Miriam T. Griffin is an eminent scholar of Roman history and ancient philosophy and an unrivalled pioneer in her work to bridge the two. This collection of her papers focuses on the interplay of philosophy and politics in Rome and represents a fascinating body of work of outstanding intellectual quality and scholarly significance.
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This volume presents the collected papers of Miriam T. Griffin, an eminent scholar of Roman history and ancient thought whose work has played a central role in forging links between scholarship on the history of the Graeco-Roman world and its philosophies. Spanning a period of over forty years and a distinguished career as Fellow of Somerville College at Oxford, these papers include both published works, many of them now difficult to find in their original printings,
and previously unpublished lectures.
The collection covers a range of topics in Roman Republican and Imperial history, Roman historiography, and the interplay of Latin philosophy and Roman politics, as well as featuring a host of key Latin authors, most notably Cicero, Seneca, and Tacitus. The last of these categories, the interplay of philosophy and politics in Rome, is also the most prominent in the volume: though deeply interested in ancient philosophy, and especially Stoicism, Miriam Griffin writes primarily as a historian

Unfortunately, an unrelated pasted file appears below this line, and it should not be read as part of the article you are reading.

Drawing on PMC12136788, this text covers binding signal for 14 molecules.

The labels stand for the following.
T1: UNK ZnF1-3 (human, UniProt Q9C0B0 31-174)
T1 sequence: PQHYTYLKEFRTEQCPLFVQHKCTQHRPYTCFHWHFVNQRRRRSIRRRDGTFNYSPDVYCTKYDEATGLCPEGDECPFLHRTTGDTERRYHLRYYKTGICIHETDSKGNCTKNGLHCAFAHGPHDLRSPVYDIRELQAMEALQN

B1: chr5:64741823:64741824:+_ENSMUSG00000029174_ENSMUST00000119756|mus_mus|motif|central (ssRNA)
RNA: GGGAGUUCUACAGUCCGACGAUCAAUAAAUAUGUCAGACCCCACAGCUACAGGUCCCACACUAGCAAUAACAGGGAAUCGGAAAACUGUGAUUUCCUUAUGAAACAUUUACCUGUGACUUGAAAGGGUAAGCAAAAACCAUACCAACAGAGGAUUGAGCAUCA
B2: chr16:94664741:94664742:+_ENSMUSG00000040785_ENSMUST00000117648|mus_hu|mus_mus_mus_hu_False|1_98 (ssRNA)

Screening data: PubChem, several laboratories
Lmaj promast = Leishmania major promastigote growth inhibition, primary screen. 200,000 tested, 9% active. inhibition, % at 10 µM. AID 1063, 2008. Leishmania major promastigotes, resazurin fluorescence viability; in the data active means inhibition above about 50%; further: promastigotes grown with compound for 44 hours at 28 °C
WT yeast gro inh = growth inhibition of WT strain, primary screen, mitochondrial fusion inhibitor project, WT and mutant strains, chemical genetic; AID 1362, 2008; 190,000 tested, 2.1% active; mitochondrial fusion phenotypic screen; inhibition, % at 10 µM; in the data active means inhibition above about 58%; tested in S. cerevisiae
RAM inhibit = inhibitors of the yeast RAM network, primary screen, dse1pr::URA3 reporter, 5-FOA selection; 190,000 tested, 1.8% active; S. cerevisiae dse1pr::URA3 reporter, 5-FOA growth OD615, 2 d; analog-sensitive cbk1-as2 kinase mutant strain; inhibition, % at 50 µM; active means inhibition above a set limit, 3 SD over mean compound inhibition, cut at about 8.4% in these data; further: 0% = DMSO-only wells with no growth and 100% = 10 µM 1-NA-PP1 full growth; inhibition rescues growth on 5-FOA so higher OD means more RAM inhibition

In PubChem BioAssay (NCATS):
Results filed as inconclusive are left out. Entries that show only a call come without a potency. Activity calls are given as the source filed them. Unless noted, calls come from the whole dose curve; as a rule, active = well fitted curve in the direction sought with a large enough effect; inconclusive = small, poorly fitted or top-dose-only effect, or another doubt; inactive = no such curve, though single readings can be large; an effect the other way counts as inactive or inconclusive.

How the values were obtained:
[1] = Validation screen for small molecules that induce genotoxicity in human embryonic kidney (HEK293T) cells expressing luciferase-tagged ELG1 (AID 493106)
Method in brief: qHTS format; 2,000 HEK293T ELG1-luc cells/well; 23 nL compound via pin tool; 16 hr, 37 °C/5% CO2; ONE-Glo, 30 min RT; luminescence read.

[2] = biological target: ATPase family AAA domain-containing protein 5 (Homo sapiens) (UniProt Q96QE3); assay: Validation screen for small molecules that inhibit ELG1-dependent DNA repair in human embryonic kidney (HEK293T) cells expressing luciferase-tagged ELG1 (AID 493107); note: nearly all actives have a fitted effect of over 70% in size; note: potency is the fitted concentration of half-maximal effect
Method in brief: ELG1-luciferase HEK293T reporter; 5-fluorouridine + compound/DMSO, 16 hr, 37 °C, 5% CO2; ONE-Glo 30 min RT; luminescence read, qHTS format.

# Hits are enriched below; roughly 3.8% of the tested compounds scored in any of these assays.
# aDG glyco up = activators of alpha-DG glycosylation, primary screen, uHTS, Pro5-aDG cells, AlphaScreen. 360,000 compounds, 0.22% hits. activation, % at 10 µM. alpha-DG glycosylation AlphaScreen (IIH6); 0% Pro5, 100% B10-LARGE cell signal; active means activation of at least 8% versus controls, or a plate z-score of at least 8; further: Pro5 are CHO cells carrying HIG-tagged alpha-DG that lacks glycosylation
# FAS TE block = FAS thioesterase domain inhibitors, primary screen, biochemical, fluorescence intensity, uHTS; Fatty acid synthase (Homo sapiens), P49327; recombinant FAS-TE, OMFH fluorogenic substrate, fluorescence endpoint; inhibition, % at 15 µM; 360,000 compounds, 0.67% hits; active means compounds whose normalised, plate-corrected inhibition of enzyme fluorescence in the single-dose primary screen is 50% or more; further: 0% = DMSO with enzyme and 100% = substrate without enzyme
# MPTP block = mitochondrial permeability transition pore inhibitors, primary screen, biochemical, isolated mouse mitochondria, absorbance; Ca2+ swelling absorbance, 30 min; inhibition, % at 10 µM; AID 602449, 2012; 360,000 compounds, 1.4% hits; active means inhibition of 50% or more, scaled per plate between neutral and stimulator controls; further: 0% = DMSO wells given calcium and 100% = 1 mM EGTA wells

concerned with how Roman thinking was related to political circumstances and actions. Many of the essays have opened up new areas of discussion and formed the basis of later scholarship dealing with history and philosophy, and although some of them are quite general, serving as useful introductions to
the subject area, others are more detailed and technical, inviting discussion and controversy. The style throughout is consistently dynamic and engaging, resulting in a fascinating and formidable collection from a scholar unrivalled as an expert in both the history of the Graeco-Roman world and its philosophies, and a true pioneer in the bridging of these two spheres.